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Wearable device can tell if your cough is the coronavirus

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Researchers in Chicago have developed a new wearable device that can track a person’s coronavirus symptoms, possibly alerting health authorities of new cases before patients are confirmed to be sick.

The small, soft patch adheres to a person’s throat and can monitor a person’s cough, breathing patterns, heart rate, and body temperature, among other factors. It transmits the data to what the developers have called a “HIPAA (Health Insurance Portability and Accountability Act )-protected cloud” for monitoring.

Researchers said the device could be used to detect COVID-19 symptoms from home, identifying sick patients before they ever step foot in a hospital.

“These sensors have the potential to unlock information that will protect frontline medical workers and patients alike — informing interventions in a timely manner to reduce the risk of transmission and increase the likelihood of better outcomes,” said Arun Jayaraman, the research scientist at Shirley Ryan AbilityLab who led the algorithm development, in a press release.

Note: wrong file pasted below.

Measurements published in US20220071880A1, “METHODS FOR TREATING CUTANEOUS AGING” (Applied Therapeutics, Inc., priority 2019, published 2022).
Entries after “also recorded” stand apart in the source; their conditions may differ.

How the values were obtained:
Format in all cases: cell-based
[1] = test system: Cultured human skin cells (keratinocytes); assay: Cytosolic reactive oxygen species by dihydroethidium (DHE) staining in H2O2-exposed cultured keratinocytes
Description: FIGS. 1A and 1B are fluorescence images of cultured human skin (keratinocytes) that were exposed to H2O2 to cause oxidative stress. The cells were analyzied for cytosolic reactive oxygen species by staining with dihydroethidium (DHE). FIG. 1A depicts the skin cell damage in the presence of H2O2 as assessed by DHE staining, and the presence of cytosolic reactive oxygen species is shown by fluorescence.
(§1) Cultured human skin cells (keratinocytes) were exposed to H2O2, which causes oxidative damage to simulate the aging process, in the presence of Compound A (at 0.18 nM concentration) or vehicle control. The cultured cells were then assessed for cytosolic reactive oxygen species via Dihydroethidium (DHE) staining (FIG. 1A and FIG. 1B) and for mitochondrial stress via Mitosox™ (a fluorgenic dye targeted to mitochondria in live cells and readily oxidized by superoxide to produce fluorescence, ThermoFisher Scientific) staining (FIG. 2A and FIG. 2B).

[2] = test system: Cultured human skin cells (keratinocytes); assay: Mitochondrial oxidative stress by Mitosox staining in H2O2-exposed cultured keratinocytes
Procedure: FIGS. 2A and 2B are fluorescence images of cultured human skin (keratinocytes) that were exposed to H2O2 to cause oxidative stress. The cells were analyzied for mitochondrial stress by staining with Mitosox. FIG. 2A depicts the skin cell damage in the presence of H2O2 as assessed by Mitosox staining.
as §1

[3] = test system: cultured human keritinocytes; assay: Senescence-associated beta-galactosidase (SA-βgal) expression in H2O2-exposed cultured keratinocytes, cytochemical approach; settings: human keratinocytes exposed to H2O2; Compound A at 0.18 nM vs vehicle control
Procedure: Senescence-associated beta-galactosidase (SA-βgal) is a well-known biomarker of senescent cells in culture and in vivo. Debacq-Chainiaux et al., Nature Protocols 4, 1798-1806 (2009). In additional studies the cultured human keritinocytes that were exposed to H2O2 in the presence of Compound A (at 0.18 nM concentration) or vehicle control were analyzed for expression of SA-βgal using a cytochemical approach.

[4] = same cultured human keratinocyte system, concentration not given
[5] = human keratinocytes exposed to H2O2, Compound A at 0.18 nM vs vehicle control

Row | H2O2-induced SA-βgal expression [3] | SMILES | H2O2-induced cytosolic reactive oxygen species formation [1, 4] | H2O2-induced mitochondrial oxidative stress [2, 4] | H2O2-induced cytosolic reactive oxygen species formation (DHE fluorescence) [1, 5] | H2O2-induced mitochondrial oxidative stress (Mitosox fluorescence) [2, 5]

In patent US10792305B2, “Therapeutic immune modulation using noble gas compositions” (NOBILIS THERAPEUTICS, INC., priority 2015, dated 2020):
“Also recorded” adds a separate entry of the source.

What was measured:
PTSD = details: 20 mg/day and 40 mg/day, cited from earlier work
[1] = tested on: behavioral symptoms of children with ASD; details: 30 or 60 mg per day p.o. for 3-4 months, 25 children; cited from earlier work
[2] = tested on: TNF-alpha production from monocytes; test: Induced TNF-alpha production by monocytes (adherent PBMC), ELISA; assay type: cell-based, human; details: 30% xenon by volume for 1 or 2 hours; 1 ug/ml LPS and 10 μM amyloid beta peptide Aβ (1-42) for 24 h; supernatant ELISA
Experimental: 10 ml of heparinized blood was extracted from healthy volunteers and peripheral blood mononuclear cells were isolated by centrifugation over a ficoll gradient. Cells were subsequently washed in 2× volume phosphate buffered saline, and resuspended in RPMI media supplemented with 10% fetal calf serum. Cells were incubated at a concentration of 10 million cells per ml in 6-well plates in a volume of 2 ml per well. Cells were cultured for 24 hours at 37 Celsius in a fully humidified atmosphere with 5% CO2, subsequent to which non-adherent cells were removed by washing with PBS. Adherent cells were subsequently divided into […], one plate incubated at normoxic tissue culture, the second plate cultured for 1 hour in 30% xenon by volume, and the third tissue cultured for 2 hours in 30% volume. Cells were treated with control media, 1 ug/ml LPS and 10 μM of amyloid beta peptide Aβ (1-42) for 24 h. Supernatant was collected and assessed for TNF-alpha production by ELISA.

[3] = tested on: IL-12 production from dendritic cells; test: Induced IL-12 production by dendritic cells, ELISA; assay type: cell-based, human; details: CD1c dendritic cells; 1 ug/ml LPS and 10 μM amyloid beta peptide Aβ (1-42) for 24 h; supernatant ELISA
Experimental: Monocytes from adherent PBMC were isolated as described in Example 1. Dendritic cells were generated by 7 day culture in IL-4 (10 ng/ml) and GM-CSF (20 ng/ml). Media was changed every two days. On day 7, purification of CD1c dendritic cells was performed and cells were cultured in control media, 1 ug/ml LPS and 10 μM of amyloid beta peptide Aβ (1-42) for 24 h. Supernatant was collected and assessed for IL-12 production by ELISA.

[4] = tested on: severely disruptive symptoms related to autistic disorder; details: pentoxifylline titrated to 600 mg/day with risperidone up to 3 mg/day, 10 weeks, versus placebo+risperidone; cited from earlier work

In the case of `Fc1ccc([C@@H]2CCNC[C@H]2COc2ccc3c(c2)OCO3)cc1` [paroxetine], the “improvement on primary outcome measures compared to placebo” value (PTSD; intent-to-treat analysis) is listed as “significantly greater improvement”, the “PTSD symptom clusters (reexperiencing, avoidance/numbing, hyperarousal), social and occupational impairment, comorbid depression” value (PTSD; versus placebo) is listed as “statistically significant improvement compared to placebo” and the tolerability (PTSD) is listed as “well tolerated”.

Northwestern University's wearable tracker
Northwestern University

“This opens up new telemedicine strategies, as we won’t have to bring in patients for monitoring,” Jayaraman said. “Physicians can potentially review the patients’ data for hours, days, or weeks immediately, through a customized graphical user interface to a cloud data management system that is being set up for this purpose, to see an overall image of how the patient is doing.”

Researchers said the device was developed to sit at a place on the body — the dip in a person’s throat called the suprasternal notch — where it can track the maximum number of COVID-19 symptoms at once.

“Nobody has ever collected this type of data before,” said John A. Rogers, a faculty expert at Northwestern University’s Robert R. McCormick School of Engineering and Applied Science who led the technology development, in the press release. “Earlier detection is always better … for patients who have contracted the disease … the data [is] a mechanism to track the progression and/or the effects of treatments.”

Researchers said they are already making dozens of the devices each week at an in-house production facility in Chicago, and are working to expand deployment of the trackers through a company set up by the team.

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